Alongside representatives from CMAP, Community Investment Corporation and Preservation Compact, ULI Chicago, and the Chicago Association of Realtors, I also spoke at a subject matter hearing on June 11, 2024, to the Chicago City Council’s zoning committee about the necessity to expand accessory dwelling units to be allowed citywide. Read more about the proposed ordinance.

Hello, my name is Steven Vance. I am an urban planner and consultant in Chicago. I am also a member of Urban Environmentalists Illinois. I have been studying, promoting, and collaborating around ADUs for six years. I was on ULI Chicago’s task force, have presented to various groups about building an ADU, and created a free directory on that lists local architects and companies who can design and build ADUs. 

1st Ward Alderperson La Spata comments on the proposed ADU expansion ordinance during the subject matter hearing.

Given that background of some of my ADU work I feel that I understand a lot of how the adoption of ADUs in the last three years has fared and can point out future benefits that the city will gain if the proposed ordinance is adopted. I will highlight some of those future benefits.

Removing the maximum coach house size cap. The proposed ordinance would change the cap on how much floor area a coach house could have. Allowing larger coach houses on larger lots will allow more family-sized units with two or more bedrooms. Additionally, larger coach houses can make them more cost effective to build, because of the high fixed costs in building a coach house of any size. The proposed ordinance could facilitate more family-sized coach houses than are currently being built.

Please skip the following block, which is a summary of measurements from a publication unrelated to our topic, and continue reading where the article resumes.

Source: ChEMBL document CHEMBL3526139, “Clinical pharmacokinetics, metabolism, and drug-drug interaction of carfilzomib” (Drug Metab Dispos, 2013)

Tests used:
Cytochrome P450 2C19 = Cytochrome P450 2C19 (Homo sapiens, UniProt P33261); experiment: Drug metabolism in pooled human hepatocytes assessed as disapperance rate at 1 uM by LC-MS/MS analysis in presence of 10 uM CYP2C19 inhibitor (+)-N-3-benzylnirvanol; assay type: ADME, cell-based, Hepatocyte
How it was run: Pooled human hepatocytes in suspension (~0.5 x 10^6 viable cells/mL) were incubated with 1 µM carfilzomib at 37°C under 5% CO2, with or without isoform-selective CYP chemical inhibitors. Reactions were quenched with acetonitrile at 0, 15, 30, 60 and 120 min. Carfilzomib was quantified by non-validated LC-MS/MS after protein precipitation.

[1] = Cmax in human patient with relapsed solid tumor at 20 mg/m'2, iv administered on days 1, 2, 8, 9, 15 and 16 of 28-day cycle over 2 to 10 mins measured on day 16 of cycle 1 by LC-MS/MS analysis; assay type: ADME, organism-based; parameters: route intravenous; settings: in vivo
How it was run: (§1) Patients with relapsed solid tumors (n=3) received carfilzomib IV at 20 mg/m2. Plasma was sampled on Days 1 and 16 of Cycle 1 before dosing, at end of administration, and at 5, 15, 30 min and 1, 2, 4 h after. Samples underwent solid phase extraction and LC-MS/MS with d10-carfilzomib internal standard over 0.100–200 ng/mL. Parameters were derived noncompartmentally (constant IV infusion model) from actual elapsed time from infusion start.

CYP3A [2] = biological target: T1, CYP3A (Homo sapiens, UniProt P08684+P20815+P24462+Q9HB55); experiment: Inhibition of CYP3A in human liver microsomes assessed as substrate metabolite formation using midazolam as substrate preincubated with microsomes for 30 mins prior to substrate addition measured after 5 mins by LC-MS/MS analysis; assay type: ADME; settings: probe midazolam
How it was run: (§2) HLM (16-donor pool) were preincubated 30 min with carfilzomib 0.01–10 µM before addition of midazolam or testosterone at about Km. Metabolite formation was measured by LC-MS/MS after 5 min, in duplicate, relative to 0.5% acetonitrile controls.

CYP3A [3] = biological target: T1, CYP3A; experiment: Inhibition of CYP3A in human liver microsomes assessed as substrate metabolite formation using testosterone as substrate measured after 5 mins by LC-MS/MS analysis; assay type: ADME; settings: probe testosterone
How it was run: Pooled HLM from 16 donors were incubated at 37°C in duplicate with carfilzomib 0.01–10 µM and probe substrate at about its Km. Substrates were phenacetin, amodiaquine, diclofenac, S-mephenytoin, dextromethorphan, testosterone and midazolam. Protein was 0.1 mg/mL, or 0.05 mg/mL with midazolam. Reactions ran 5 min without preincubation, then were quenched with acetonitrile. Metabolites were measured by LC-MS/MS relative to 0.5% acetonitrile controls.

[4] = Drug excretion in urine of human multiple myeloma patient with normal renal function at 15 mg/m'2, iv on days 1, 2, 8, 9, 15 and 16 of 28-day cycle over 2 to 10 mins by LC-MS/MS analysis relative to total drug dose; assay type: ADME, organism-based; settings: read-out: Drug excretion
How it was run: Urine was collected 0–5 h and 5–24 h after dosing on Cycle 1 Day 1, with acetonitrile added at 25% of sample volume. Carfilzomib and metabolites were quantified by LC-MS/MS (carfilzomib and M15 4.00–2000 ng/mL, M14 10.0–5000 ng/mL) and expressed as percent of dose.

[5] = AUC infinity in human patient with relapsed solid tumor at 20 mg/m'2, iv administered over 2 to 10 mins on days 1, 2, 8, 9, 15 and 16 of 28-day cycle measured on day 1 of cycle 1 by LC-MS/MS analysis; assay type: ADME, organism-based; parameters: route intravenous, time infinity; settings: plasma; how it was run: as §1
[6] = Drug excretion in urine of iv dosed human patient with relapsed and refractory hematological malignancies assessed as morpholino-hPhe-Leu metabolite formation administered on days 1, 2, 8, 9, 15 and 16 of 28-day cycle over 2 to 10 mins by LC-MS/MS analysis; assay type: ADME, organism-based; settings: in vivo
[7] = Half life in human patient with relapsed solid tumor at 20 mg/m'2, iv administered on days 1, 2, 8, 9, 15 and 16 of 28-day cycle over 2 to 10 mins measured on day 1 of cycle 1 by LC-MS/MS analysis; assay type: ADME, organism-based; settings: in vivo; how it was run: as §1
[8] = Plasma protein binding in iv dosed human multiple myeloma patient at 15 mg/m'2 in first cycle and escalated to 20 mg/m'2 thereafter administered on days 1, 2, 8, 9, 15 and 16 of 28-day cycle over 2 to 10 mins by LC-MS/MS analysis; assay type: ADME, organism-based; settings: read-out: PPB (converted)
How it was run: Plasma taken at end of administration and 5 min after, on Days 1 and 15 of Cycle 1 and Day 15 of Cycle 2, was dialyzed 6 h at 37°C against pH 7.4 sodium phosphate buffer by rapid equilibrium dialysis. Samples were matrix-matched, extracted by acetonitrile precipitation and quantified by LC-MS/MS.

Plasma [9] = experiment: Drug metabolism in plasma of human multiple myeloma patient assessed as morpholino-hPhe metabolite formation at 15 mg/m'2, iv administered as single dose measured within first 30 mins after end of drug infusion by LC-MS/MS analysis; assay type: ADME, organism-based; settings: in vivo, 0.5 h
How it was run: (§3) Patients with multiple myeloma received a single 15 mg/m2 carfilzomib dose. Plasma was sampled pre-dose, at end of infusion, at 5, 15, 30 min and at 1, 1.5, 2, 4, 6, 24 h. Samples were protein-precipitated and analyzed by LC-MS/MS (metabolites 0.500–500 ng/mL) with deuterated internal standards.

Allowing ground level coach houses through the administrative adjustment for parking. The proposed ordinance would allow property owners to build a coach house at grade, meaning it can be accessible. This would make it easier for families to decide to build a small house for an aging family member, who may very well be the current owner, as well as put a dent in the dearth of accessible housing. A second benefit of this change is that ground level construction is significantly cheaper than building atop a garage.

Allowing all-residential buildings in non-residential zones to participate. The proposed ordinance would allow thousands of residential-only buildings that are in B and C zoning districts to add an ADU. The Institute for Housing Studies at DePaul University found that 25 percent of buildings with 5 or more units fit into this category but are currently ineligible. These are the building sizes that are most capable of adding two or more ADUs. If two or more ADUs are built, half must be rented affordably. Adopting this ordinance means those buildings would be able to add ADUs.

Allowing coach house and conversion units on the same lot can also be cost effective for property owners. Either one would likely require a water service or electric service upgrade so it makes sense to make one upgrade to serve multiple new homes.

I believe that the biggest gains in the city’s ADU policy will come from allowing them citywide, in all residential and mixed-use zoning districts. Citywide expansion makes it simpler for the departments to administer, makes all buildings capable of adding an ADU eligible to add an ADU, makes it easier for homeowners to add an additional home to fit their changing household needs, and lets other property owners add to the city’s housing abundance thereby slowing down rent increases that the city is experiencing.

Note: The plan, as explained in Crain’s and the Chicago Tribune, is to vote on the ordinance at the June 25, 2024, zoning committee meeting, and if approved there the City Council would vote at their July meeting. (City Council does not meet in August.)